Easter in Slovenia

28 Mar 2024
On Palm Sunday at the beginning of Holy Week, bunches of spring greenery are blessed. The Christian custom of plaiting bundles dates to the 9th century, and probably derives from a custom known throughout pagan medieval Europe. These bundles, of different shapes and sizes, are known by different names in different parts of Slovenia.

The most special of all bundles is the ‘Ljubljana Bundle’. They are renowned abroad for being the only bundles of their kind. The easiest way to acquire them is to go to Ljubljana’s flower market, near the Cathedral.

Good Friday remains a strict day of fasting. In some areas the fast continues on Saturday. Until recently a special ‘fast dish’ was eaten on Holy Saturday which was intended to remind people of the times of severe hunger which plagued Carniola in 1529. This dish is called Aleluja and was made from turnip peelings. On Holy Saturday in most Slovenian towns and villages people bless their Easter meals.

Blessed and coloured eggs are a long-lasting tradition of the Slovenes. The words pirh and remenica (used in the Prekmurje region) derive from words meaning “red”. Slovenian coloured eggs, also called pisanice or pisanke (in the Bela Krajina region) are among the most beautiful in Europe. Pisanice and remenice are typical of the Slovenian eastern parts in their characteristic geometrical and stylised forms.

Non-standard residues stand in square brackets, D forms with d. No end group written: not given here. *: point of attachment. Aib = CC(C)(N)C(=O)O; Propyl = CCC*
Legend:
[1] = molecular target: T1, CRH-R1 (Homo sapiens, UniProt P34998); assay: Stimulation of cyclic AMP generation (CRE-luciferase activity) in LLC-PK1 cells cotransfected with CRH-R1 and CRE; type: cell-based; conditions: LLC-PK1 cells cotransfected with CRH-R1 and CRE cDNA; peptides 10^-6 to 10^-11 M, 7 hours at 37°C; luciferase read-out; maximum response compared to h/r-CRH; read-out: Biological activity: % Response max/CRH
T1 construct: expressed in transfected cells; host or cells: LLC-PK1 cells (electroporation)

On the other hand, Easter eggs in the Primorska and Gorenjska region feature mostly nature motifs, usually flowers and plants. In the painting of pisanice special wooden instruments are used.

While Easter Sunday is a day for solemn contemplation and time for staying at home, Easter Monday is a day of relaxation. On this day it is customary to go visiting, hiking, or celebrating. Changing the old wardrobe for the new on Easter Monday was also an old custom.
Easter in Slovenia
Easter Breakfast in Slovenia. Photo: Klemen Brumec / CC

Although your average Slovene is not exactly a devout adherent to Catholicism, Easter (or Velika noč) in Slovene, is still a major holiday in the country, and Easter Monday (falling on 1 April this year) is a work-free day. So if you're visiting Ljubljana at this time you can expect it to be noticeably quieter than usual - although depending on the weather you may still have to elbow your way into a seat at one of the countless cafés along the Ljubljanica river.

If you have the honour of being invited to someone's home during Easter weekend - which is not incredibly likely given that it's traditionally a time for family gatherings - be prepared to eat more or less continually for three days straight, as the weekend is informally referred to by many as 'the Slovene eating holiday'. One Easter delicacy you have to try is potica, a rolled cake that can come with any number of fillings, most commonly a walnut or poppy seed paste. If you can't get it home-made, it's best purchased from smaller bakeries or the central market.

Check here for some Easter events happening in Ljubljana this weekend.


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